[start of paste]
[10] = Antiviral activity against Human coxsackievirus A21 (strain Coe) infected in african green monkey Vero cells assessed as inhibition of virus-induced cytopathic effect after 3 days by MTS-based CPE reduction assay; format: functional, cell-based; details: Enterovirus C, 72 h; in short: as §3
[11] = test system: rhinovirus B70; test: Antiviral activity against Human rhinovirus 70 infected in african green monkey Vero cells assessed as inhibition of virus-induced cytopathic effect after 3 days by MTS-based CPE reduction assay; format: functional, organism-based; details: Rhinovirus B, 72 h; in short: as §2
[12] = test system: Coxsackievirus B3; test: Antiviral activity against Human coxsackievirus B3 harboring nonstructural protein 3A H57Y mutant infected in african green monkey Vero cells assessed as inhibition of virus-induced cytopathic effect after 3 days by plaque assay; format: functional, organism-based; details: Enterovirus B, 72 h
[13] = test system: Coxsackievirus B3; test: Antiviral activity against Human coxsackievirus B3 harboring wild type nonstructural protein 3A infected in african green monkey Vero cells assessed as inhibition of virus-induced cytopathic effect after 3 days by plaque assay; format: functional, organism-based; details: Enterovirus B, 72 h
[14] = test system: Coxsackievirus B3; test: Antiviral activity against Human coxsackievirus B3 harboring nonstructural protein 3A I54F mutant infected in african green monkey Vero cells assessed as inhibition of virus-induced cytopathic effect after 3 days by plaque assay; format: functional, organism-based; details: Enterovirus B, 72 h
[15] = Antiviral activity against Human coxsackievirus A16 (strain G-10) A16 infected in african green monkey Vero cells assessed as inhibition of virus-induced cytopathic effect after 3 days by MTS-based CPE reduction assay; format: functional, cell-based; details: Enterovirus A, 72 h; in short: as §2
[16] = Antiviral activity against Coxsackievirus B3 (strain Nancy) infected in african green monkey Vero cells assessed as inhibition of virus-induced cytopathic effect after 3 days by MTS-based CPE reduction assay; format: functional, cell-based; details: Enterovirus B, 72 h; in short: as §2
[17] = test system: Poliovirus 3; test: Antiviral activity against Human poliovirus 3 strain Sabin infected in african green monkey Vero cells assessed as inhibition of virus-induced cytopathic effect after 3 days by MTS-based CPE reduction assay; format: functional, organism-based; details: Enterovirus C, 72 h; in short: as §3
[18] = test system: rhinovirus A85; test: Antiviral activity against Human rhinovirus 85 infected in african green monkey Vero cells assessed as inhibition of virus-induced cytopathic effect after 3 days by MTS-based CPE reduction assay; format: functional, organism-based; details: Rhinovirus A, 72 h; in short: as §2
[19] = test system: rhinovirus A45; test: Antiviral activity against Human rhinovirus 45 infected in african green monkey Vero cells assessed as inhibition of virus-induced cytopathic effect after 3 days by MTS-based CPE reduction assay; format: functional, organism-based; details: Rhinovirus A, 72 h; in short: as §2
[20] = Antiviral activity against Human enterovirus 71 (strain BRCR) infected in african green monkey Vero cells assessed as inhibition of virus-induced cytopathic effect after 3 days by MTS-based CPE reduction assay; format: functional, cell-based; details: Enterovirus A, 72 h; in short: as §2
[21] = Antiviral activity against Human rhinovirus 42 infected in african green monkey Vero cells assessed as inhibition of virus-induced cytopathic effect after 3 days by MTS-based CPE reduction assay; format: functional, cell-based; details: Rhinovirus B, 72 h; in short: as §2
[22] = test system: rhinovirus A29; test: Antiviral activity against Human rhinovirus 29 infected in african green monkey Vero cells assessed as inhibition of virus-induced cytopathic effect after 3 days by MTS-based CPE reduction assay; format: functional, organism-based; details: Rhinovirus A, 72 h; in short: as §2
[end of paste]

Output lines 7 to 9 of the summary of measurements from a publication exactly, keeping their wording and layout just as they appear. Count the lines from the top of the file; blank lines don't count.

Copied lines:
[16] = Antiviral activity against Coxsackievirus B3 (strain Nancy) infected in african green monkey Vero cells assessed as inhibition of virus-induced cytopathic effect after 3 days by MTS-based CPE reduction assay; format: functional, cell-based; details: Enterovirus B, 72 h; in short: as §2
[17] = test system: Poliovirus 3; test: Antiviral activity against Human poliovirus 3 strain Sabin infected in african green monkey Vero cells assessed as inhibition of virus-induced cytopathic effect after 3 days by MTS-based CPE reduction assay; format: functional, organism-based; details: Enterovirus C, 72 h; in short: as §3
[18] = test system: rhinovirus A85; test: Antiviral activity against Human rhinovirus 85 infected in african green monkey Vero cells assessed as inhibition of virus-induced cytopathic effect after 3 days by MTS-based CPE reduction assay; format: functional, organism-based; details: Rhinovirus A, 72 h; in short: as §2